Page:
Laylatoya Young, who has a kindergartner at Leflore County Elementary School and a senior at Leflore County High, said she appreciates the steps being taken to provide a safe distance-learning experience.

“Overall, I love virtual learning,” she said. “I know my children are safe. I love how they don’t have to sit constantly all day. I like the packs that are provided to help them learn, and I love the time they get out now. I love the line of communication I have with my child’s teacher as well.”

The Greenwood Leflore Consolidated School District began the year with all distance learning. It had originally hoped to begin some in-person instruction on Sept. 8, but that plan was scrapped when the summer surge in cases did not abate quickly enough.

But some students do not agree with the decision.

“This is a very stressful experience for us, and I cannot express this enough,” said Zeniya White, a junior at Amanda Elzy High School. “It’s hard because the majority of the time students have trouble even getting into their classes when no one wants to send you the link or we’ve missed an email from teachers with the link.

“The schools are constantly adding more and more classes to our schedules, and all of these assignments cannot be done when they are supposed to be. We can have five assignments due in the same day, and at the end our teachers are failing us because we may have missed one assignment. Our grades are falling, and at this point I’ll rather be back face-to-face in school.”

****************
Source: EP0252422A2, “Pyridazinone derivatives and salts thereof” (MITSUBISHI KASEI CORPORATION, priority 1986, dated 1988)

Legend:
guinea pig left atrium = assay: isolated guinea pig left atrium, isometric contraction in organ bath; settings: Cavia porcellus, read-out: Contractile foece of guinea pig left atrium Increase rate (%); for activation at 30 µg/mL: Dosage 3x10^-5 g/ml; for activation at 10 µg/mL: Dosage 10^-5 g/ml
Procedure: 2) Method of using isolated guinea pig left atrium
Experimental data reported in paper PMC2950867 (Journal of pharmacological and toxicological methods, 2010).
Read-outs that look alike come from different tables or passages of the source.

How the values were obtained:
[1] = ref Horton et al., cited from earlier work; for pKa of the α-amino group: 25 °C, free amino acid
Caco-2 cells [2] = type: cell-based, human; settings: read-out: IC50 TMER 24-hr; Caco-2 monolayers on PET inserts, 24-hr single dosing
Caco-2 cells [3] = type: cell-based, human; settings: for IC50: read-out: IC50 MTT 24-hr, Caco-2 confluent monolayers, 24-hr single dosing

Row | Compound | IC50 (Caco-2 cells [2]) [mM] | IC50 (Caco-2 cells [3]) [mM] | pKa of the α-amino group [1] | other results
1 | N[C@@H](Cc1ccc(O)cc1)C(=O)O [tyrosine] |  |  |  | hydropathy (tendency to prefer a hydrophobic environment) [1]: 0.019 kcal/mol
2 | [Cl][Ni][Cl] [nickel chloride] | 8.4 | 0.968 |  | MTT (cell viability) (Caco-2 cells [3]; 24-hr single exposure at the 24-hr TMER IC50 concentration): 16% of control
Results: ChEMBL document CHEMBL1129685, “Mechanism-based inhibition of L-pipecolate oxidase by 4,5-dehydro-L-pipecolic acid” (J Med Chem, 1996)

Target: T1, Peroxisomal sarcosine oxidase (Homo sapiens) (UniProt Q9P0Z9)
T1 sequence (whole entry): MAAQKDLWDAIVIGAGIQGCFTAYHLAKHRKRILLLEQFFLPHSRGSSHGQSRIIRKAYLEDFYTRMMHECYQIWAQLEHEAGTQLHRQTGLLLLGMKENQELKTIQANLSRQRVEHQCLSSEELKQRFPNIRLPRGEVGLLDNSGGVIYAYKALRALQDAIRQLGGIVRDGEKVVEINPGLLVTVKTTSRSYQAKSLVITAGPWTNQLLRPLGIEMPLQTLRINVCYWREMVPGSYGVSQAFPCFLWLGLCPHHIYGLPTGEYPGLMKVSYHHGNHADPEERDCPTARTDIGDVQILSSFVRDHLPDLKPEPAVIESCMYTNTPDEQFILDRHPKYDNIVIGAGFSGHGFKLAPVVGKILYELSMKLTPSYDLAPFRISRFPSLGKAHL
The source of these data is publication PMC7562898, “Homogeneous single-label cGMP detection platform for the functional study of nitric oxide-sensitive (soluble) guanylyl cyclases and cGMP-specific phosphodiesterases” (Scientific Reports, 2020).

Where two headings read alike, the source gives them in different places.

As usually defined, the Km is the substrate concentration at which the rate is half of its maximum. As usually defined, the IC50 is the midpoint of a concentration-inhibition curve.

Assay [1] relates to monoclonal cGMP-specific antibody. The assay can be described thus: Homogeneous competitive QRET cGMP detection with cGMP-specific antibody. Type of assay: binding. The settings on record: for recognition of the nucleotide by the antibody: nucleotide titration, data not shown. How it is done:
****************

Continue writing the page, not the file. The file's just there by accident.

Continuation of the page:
Some parents want the same.

Keela Johnson, who has a kindergartner at Leflore County Elementary, said distance learning is difficult to navigate.

She said she gets up at 7:30 every morning to try to establish an internet connection with the Wi-Fi hotspot provided by the school district. She tries to stay close to her 5-year-old to help her with school but at the same time keep her 1-year-old quiet and out of camera range “because they say they want the kids around no noise and distractions, which by the way is impossible.”

Johnson said she would rather have her daughter in a classroom.

“If these parents allow their children to take risks every day going into public areas, without practicing social distancing, they can allow them to go to school. Everyone’s taking a risk every day.”

She’s teaching at home and living at work.

Anita Horn


Anita Horn, an English instructor at Mississippi Delta Community College, never thought she and her students wouldn’t return to the classroom in March.

“When our students went off for spring break, we had no idea that we wouldn’t see them again,” she said.

Much like elementary and secondary learning, the pandemic completely shifted higher education. And at first, Horn did not know how she would handle the transition.

“For the first week or two, (work) was just around the clock, just checking inboxes and emails,” she said. “I would be up at 1, even 3 in the morning. I couldn’t de-stress at all. It wasn’t working at home; it was living at work.”